Find a Role Model

Role Model

With the explosion of the media in the last 20 years, children are attracted to celebrities, and quick to role model them.

Retailers make millions on clothing and multiple items featuring famous names and faces. Add in animated movies and TV shows and there are even more characters to attract our youngsters.

While this is not necessarily a bad thing, parents need to be careful about the values and principals that these celebrities openly display.

A family activity centered on finding appropriate role models will give parents an opportunity to discuss what they value and life choices they make.

Challenge your child to find a person whom they admire, and they must say why. Do not limit the search to modern times; a historical search will bring great personalities from the past into the child’s awareness.

Children will be happy to get on the internet and start hunting. If they need suggestions to get started, here are just a few.

Galileo Galilei (1564-1642) was a scientist who invented many things we still use today. He made the first telescope, and discovered gravity, inertia and made significant discoveries in astronomy.

Yet when he supported the theory that the sun was the center of the universe, a belief that was not supported by anyone at the time, he was sentenced to life imprisonment by the religious leaders of the time.

Moses was adopted into a royal household in Egypt as an infant. He was educated and as an adult became aware of his heritage and that his people were actually slaves in Egypt.

When he personally witnessed the abuse the Hebrews suffered at the hands of the Egyptians, he chose to walk away from his pampered lifestyle and help his people escape by leading them across the Red Sea and then on a long journey through the desert.

As the child of slaves in 1790’s, Sojouner Truth (1797 to 1893) was never taught to read and write, yet she became aware of the Constitution of the United States and realized that slavery was not protected by that document.

After bearing 5 children, several of whom were sold into slavery, she escaped to New York where emancipation had been enacted and lived with a Quaker family.

It was at that time she took the name Sojouner Truth (she had previously been called Isabella). Then she began touring the country speaking out against slavery and later in life, woman’s suffrage issues. (Right to vote and have equality with men).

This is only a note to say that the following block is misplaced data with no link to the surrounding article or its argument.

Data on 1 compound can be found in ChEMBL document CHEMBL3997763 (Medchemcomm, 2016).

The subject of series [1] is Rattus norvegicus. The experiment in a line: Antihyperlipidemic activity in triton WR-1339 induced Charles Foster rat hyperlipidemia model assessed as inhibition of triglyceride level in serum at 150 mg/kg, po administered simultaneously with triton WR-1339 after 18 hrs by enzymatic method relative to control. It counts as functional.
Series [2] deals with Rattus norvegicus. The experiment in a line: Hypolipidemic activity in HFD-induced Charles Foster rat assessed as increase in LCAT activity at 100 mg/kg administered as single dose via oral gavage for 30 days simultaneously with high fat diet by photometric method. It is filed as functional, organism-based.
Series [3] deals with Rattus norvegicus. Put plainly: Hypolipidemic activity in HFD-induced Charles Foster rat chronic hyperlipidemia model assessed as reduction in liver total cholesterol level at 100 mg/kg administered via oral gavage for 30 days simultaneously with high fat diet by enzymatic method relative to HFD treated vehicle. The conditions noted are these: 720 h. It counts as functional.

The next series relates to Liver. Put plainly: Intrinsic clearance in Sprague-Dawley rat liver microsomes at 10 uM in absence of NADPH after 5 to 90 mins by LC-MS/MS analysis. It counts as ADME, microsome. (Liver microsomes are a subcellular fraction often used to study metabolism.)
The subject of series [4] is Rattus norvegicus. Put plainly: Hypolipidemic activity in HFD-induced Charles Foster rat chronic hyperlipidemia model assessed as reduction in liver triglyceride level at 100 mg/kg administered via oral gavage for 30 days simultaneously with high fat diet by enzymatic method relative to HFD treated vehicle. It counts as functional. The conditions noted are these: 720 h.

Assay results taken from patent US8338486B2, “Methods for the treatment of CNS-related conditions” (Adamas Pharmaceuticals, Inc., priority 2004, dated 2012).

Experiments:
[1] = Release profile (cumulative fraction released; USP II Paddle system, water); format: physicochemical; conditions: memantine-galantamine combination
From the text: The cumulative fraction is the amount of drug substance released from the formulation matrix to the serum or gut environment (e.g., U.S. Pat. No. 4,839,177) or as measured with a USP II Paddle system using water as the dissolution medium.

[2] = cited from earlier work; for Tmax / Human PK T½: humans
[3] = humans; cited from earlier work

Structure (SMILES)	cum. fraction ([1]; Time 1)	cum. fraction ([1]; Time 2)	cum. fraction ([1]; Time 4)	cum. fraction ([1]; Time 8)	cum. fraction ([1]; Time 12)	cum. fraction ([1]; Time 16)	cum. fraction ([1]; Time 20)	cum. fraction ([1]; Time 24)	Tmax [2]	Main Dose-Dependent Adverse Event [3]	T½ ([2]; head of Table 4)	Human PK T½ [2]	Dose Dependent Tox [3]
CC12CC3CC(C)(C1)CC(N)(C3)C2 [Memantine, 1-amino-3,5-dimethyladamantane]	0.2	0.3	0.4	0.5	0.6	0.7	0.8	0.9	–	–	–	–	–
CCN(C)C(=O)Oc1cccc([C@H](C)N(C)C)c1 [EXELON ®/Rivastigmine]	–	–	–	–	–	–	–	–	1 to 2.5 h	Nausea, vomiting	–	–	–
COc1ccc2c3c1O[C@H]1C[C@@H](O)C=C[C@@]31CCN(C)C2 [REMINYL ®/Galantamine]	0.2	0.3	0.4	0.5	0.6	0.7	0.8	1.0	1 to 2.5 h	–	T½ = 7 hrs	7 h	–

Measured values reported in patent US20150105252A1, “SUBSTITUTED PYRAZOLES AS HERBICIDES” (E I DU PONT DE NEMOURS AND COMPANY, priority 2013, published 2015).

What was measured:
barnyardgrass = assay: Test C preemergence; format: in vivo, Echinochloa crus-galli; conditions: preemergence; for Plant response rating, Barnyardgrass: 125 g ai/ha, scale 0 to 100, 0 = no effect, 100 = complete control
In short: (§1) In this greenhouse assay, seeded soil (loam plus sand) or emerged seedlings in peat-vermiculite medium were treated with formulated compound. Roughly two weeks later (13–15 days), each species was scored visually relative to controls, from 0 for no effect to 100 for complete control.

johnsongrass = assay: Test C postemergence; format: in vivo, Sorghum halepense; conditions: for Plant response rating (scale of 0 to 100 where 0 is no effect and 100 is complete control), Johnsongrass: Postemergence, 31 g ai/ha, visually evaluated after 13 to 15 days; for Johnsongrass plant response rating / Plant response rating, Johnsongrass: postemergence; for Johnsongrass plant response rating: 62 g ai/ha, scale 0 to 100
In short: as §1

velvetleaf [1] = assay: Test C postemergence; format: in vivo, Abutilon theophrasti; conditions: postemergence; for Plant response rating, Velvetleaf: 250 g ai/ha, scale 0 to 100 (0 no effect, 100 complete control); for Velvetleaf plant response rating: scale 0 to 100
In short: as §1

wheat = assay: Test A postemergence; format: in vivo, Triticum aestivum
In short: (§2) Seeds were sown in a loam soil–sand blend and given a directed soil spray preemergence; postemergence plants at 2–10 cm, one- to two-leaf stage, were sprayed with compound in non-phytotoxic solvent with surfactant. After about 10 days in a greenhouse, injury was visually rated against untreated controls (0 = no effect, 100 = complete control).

Helen Keller (1880 to 1968) was born with sight and hearing, but at 19 months old contracted a serious illness, some say either scarlet fever or meningitis, which left her blind and deaf. Her isolation from her family was profound.

She could not speak or communicate. When she met Anne Sullivan, a special teacher who taught her sign language, she blossomed. She earned a college degree, and became an author and  well traveled advocate for people with handicaps.

Malala Yousafzai is a modern day heroine. This young Pakistani school girl defied threats from the terrorist organization, Taliban.

When she was just 14 years old, they shot her in the head. She amazed the world and survived and when recovered became an outspoken advocate for human rights, woman’s rights and the right to education.

Jane Goodall spent her life studying chimpanzee social structure and family life. Her method was contrary to scientific norms of the time, and became the new way of studying primates. She is now considered the world’s foremost expert on chimpanzees.

There are thousands and thousands of individuals who have contributed to the world in so many different ways.

Helping your children get to know people who have had the courage to stand up for human rights, animal rights, social justice, the handicapped and new scientific discoveries just to mention a few accomplishments, and become leaders, will allow them to move beyond pretty faces, clothes and music and strive to make a difference in the world.

Making sure contents are well organized.